This project is based on from the SRA LPS/2016/021 Assessment of Markets and Production Constraints to Small Ruminant Farming in the Pacific, which aimed to understand current small ruminant (SR) production and marketing, the demand for SR meat, and to identify the current institutional support and research needed for developing profitable smallholder SR production in key Pacific Island Countries (PIC).
Small ruminants (sheep and goats, SR) are an entry point into livestock ownership, with potential as regular income producing enterprises for the rural poor in developing countries. Fiji and Samoa both have large demand for SR meat for domestic consumption and cultural uses, and large numbers of poor farmers for whom SR farming is an important livelihood strategy. Nevertheless, production and marketing systems for SR and their meat in Fiji and Samoa are performing below potential in terms of animal productivity and engagement with higher value market chains.
The SRA found among the PIC, Fiji and Samoa have the strongest demand for sheep and goat meat, government support for the industry, growing sheep and goat populations and the potential for productive grazing livestock systems.
The retail market in particular represents a huge opportunity for smallholders and semi commercial farmers in both countries via import substitution. This opportunity, combined with strong government support and confidence of farm investors, suggests that both of these countries are likely to benefit from further development investment targeting the SR sector.
Summary of outcomes to date
- 6 project officers across Fiji and Samoa have been hired, trained in several different areas and are currently supporting the project activities.
- 2project vehicles were liaised with Fijian MOA which provide the team flexibility and independency to complete the work activities.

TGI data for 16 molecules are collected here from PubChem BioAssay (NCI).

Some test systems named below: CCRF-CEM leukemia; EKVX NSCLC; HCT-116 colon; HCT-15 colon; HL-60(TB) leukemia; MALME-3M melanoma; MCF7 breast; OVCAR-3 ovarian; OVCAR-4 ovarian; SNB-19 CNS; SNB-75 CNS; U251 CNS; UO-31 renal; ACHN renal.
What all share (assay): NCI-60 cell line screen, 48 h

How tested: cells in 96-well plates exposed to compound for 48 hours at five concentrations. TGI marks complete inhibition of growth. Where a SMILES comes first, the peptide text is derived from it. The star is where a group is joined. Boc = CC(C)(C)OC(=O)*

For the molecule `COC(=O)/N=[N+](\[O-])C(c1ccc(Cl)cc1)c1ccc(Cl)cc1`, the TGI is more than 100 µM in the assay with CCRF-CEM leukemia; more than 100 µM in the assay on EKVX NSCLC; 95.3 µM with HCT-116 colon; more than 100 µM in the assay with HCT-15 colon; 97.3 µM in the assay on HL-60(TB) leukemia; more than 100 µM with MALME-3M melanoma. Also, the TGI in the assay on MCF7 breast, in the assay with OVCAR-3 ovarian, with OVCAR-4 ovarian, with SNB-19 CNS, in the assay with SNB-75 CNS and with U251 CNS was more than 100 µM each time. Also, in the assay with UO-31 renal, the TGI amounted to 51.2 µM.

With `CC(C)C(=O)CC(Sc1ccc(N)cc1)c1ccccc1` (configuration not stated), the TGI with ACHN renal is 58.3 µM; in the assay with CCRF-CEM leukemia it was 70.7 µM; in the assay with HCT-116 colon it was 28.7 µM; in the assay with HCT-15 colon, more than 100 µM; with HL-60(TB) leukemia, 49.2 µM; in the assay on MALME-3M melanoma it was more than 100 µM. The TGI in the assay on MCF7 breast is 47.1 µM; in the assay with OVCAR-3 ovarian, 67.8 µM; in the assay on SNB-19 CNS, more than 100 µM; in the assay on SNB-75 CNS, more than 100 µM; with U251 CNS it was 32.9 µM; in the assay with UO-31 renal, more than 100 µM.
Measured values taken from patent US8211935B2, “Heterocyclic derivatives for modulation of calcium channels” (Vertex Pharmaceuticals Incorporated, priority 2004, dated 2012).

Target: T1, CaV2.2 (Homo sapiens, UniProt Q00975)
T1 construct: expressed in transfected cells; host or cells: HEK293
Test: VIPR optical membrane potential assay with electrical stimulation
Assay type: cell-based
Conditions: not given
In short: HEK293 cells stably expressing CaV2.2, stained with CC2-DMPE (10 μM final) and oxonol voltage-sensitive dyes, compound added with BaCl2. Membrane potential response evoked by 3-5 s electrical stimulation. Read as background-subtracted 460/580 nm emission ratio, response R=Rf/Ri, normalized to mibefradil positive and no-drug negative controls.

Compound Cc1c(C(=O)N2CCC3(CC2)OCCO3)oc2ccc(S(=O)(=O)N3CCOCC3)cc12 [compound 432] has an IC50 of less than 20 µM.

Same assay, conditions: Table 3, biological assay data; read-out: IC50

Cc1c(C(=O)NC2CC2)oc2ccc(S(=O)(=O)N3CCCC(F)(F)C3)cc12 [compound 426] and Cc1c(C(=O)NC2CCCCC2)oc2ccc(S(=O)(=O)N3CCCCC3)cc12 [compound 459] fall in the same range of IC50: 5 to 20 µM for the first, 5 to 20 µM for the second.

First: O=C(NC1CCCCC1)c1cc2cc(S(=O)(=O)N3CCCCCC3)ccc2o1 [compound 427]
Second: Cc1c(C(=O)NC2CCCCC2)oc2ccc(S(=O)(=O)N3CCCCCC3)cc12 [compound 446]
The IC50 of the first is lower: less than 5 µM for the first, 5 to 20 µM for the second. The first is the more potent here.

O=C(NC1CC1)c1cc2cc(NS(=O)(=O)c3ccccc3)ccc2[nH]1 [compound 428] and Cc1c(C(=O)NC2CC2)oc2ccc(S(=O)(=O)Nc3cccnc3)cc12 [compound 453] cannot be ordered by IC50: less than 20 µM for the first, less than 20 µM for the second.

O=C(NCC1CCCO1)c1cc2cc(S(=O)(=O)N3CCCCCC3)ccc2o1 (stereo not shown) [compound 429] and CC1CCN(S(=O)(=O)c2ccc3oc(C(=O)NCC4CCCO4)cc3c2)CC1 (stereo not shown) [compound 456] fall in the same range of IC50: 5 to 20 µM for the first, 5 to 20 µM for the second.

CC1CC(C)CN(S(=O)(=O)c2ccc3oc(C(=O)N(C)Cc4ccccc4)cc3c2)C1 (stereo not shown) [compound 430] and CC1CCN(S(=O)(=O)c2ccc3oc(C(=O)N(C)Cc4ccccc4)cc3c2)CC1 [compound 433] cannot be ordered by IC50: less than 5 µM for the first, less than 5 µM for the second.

- A series of 9 FGDs were conducted in several locations of Viti and Vanua Levu in Fiji and the information obtained in those has been used to elaborate the GESI recommendations for the project.
- The baseline survey was completed in Samoa covering a total of 50 farmers. A summary of the findings was presented during the AAAS conference 2022 by one of our Project Officers.
- The baseline survey in Fiji was initiated but not completed given the urgency in initiate the other research activities. So far, 17 farmers out of 150 (target) were surveyed. A summary of the findings was presented during the AAAS conference 2022 by a PhD student.
- A large on-farm trial testing the efficiency of several anthelmintic drugs (n=6) was initiated in February 2022 and is currently being finalised. The trial included 12 commercial farms and enrolled 535 small ruminants.
- The on-farm monitoring programs was implemented in Samoa in 10 commercial farms (5 in Savai’I and 5 in Upolu).
- A large trial to investigate any possible effect of inefficient worm control practices has been initiated in Fiji in six farms in the Western Division. Another 6 farms at the Northern Division will be included in September 2022.
- Several online and face to face trainings were delivered to project officers, MOA and MAF staff on the following topics: Small ruminant husbandry, data collection, grazing management, farm economics, excel, animal welfare and gender equality.
- Social media platforms (Facebook & Instagram) were created to promote project activities and disseminate technical recommendation to farmers.